Data from the country's healthcare trusts shows a marked decrease in referrals from GPs across the country, but is this a positive sign?
A pattern that has emerged around the world during the Covid-19 pandemic has been the increase in referrals to mental health services. As the pressures of a new way of living have been felt by many of us, the need for professional help has sharply increased. In England for example, referrals have increased by around 19% since the start of the pandemic.
There are some countries that stand out as anomalies from this pattern though, one of which is Northern Ireland.
According to new data from the BBC's Shared Data Unit, referrals have dropped on average by 29% across Northern Ireland's five Health and Social Care (HSC) trusts.
The lowest reduction was seen in the Belfast Trust at 16%, while Northern Ireland's Southern Trust fell by over 53%. Overall, referrals fell from 5086 in February 2020 to 3631 in January 2021.
On the face of it, fewer referrals could be considered a positive outcome. However, unlike the sudden decline in referrals seen at the start of the pandemic – which can be explained by health services adapting how they administered care – this consistent decline in referrals is more concerning.
In an interview with the BBC, a Department of Health spokesperson explained this unusual trend as “an indication of people not seeking help, rather than not needing help,” suggesting a general reluctance to see their doctor about mental health concerns during the pandemic.
As a result, people are waiting longer before getting help, and presenting with more acute presentations that require more specialist care when they do, they added, which could result in a sudden spike in people receiving secondary care.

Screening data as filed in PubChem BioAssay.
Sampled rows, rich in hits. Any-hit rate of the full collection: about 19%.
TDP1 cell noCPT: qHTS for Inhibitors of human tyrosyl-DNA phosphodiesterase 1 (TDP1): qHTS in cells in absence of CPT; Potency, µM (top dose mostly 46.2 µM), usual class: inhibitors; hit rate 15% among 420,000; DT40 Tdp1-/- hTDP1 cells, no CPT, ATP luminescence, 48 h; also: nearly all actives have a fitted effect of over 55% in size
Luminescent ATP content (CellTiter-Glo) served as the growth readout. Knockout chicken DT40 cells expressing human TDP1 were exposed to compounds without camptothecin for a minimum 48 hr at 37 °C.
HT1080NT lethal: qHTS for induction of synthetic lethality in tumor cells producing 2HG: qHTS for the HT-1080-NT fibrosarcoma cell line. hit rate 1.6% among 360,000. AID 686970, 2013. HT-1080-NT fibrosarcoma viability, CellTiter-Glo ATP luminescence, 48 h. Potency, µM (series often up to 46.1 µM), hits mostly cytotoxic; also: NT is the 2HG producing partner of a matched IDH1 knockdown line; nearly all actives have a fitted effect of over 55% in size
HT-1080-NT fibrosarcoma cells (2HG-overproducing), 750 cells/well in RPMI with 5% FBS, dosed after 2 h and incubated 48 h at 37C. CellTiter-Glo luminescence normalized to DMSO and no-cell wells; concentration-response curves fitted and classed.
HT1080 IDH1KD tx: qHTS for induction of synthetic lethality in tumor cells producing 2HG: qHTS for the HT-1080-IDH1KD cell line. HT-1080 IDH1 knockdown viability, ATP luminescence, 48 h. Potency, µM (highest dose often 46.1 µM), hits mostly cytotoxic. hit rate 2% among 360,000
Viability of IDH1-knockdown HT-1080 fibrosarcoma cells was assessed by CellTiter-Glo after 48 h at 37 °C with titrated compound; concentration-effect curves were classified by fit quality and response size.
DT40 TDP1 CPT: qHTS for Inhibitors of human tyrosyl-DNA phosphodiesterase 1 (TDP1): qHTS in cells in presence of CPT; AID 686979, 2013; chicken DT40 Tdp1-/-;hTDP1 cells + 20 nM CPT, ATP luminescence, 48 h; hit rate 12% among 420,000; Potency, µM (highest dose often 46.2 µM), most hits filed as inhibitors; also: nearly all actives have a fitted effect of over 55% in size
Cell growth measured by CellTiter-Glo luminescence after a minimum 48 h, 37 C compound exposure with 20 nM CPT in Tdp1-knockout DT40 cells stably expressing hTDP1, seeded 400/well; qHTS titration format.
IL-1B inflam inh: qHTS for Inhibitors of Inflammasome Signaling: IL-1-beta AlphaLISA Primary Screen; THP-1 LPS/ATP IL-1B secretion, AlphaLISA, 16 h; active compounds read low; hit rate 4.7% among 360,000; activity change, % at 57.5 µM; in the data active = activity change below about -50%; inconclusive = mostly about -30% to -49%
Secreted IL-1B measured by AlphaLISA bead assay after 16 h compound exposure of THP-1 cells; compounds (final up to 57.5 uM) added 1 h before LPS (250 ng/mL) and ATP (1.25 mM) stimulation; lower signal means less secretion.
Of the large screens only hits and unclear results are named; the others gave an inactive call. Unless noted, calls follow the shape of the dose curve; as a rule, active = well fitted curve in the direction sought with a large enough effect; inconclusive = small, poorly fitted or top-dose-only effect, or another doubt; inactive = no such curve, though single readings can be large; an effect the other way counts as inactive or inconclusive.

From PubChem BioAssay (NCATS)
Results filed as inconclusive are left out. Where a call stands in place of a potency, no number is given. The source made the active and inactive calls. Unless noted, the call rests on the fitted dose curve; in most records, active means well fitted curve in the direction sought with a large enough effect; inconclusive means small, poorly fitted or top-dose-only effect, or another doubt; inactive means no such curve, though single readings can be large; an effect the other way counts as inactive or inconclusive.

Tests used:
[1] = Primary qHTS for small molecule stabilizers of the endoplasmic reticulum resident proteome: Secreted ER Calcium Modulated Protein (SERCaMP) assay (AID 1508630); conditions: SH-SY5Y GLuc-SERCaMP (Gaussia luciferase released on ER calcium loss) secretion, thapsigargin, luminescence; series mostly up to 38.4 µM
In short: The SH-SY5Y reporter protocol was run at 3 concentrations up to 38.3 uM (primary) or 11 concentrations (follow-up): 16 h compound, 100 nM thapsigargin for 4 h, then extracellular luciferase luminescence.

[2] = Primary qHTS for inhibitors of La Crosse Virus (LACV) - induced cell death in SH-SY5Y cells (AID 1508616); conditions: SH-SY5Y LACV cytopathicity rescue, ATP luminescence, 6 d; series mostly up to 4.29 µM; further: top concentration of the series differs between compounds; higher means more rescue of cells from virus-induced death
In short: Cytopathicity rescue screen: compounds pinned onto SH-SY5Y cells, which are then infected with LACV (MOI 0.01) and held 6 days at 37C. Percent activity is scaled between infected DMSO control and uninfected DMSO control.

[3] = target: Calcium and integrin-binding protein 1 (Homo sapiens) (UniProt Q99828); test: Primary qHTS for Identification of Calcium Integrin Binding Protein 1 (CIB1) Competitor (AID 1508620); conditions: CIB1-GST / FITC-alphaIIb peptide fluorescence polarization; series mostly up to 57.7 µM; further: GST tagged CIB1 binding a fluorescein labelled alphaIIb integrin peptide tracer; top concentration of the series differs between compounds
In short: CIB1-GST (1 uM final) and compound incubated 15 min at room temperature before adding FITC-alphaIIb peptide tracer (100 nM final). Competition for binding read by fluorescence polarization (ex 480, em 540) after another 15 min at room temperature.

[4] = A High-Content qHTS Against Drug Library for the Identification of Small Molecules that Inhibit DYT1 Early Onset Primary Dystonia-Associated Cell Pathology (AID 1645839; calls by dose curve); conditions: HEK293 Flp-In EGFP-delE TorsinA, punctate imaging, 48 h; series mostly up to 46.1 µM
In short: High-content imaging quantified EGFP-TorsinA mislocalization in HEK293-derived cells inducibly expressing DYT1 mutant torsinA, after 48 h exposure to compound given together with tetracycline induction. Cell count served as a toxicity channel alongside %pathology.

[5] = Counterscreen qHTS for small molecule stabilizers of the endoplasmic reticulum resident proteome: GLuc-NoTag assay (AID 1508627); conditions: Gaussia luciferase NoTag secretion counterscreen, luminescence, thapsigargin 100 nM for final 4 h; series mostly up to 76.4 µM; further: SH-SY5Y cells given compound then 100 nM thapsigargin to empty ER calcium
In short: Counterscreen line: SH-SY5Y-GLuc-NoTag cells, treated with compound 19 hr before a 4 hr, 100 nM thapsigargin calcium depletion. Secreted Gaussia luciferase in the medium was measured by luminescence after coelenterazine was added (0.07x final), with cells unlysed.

"It is expected that this will continue going forward, combined with an increase in referrals. Current modelling is indicating up to 32% increase in referrals to secondary care over the next three years compared to pre-Covid-19 figures."
Why is this specifically affecting Northern Ireland?
As previously mentioned, referral rates in other parts of the UK are increasing, so what is it about Northern Ireland that could be spurring this reduction?
One possible explanation is that the country's mental health services are severely underfunded, with reports of a thinly-stretched workforce emerging even before the pandemic hit.
Health Minister Robin Swann echoed this sentiment in July when publishing a new 10-year Mental Health Strategy for Northern Ireland:
“We hear of stories of patients who have to wait for very long periods in emergency departments under [Police Service of Northern Ireland] supervision as there are no beds available in mental health, and of patients on mattresses on the floor,” said Swann. “...stories of patients desperately seeking help without being able to receive the help they need.”
To combat the issue, Swann called for a £1.2 billion investment over the next 10 years to implement his plan and transform Northern Ireland's mental health services.
Written by Conor D'Andrade
News reporter for Talking Mental Health